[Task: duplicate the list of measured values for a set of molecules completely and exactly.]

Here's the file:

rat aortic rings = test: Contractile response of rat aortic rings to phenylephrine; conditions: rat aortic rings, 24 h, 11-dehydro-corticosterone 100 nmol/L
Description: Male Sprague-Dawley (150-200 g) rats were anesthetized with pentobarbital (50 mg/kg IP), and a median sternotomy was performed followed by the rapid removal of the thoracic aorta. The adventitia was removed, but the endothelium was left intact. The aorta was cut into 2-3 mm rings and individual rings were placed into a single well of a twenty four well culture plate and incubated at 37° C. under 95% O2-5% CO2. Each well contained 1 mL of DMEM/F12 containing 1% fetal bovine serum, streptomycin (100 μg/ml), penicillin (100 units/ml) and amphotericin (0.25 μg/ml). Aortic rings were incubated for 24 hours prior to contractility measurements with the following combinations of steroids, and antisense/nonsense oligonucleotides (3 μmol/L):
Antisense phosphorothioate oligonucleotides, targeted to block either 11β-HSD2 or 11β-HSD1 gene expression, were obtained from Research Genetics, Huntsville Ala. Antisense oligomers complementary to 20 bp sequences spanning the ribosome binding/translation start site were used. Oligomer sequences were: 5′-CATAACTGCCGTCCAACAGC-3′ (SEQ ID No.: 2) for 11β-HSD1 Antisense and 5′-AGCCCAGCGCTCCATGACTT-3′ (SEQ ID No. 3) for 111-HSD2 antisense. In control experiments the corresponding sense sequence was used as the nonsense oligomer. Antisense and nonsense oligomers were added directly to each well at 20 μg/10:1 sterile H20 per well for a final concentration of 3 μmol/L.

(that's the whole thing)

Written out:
rat aortic rings = test: Contractile response of rat aortic rings to phenylephrine; conditions: rat aortic rings, 24 h, 11-dehydro-corticosterone 100 nmol/L
Description: Male Sprague-Dawley (150-200 g) rats were anesthetized with pentobarbital (50 mg/kg IP), and a median sternotomy was performed followed by the rapid removal of the thoracic aorta. The adventitia was removed, but the endothelium was left intact. The aorta was cut into 2-3 mm rings and individual rings were placed into a single well of a twenty four well culture plate and incubated at 37° C. under 95% O2-5% CO2. Each well contained 1 mL of DMEM/F12 containing 1% fetal bovine serum, streptomycin (100 μg/ml), penicillin (100 units/ml) and amphotericin (0.25 μg/ml). Aortic rings were incubated for 24 hours prior to contractility measurements with the following combinations of steroids, and antisense/nonsense oligonucleotides (3 μmol/L):
Antisense phosphorothioate oligonucleotides, targeted to block either 11β-HSD2 or 11β-HSD1 gene expression, were obtained from Research Genetics, Huntsville Ala. Antisense oligomers complementary to 20 bp sequences spanning the ribosome binding/translation start site were used. Oligomer sequences were: 5′-CATAACTGCCGTCCAACAGC-3′ (SEQ ID No.: 2) for 11β-HSD1 Antisense and 5′-AGCCCAGCGCTCCATGACTT-3′ (SEQ ID No. 3) for 111-HSD2 antisense. In control experiments the corresponding sense sequence was used as the nonsense oligomer. Antisense and nonsense oligomers were added directly to each well at 20 μg/10:1 sterile H20 per well for a final concentration of 3 μmol/L.